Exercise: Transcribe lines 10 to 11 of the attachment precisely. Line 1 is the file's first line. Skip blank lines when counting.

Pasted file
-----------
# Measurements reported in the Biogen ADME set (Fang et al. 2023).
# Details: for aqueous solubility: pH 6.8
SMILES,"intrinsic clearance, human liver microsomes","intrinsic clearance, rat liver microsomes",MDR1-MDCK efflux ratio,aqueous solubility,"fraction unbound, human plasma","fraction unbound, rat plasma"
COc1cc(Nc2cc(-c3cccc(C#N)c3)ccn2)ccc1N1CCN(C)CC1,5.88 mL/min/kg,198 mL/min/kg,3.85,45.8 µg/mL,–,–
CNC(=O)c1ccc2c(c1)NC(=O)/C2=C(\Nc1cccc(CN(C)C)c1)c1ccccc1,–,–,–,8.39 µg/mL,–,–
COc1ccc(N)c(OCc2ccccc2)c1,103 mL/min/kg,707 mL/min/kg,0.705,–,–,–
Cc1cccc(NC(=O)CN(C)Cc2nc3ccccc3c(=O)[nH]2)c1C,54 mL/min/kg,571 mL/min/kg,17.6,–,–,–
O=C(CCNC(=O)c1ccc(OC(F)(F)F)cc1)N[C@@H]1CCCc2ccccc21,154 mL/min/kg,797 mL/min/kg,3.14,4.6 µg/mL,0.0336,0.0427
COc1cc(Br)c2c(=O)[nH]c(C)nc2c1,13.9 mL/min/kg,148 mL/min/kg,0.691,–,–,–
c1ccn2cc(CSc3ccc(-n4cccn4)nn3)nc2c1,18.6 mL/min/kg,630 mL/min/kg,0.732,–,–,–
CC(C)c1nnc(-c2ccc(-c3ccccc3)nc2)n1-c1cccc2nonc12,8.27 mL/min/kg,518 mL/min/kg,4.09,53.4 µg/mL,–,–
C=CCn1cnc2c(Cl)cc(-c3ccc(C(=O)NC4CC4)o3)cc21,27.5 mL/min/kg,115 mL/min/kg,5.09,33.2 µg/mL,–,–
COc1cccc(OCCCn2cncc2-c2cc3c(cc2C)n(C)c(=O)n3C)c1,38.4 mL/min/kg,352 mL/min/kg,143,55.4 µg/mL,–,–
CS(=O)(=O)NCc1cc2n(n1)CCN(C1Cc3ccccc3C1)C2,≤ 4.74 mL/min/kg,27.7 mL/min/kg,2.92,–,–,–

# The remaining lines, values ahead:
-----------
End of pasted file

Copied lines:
c1ccn2cc(CSc3ccc(-n4cccn4)nn3)nc2c1,18.6 mL/min/kg,630 mL/min/kg,0.732,–,–,–
CC(C)c1nnc(-c2ccc(-c3ccccc3)nc2)n1-c1cccc2nonc12,8.27 mL/min/kg,518 mL/min/kg,4.09,53.4 µg/mL,–,–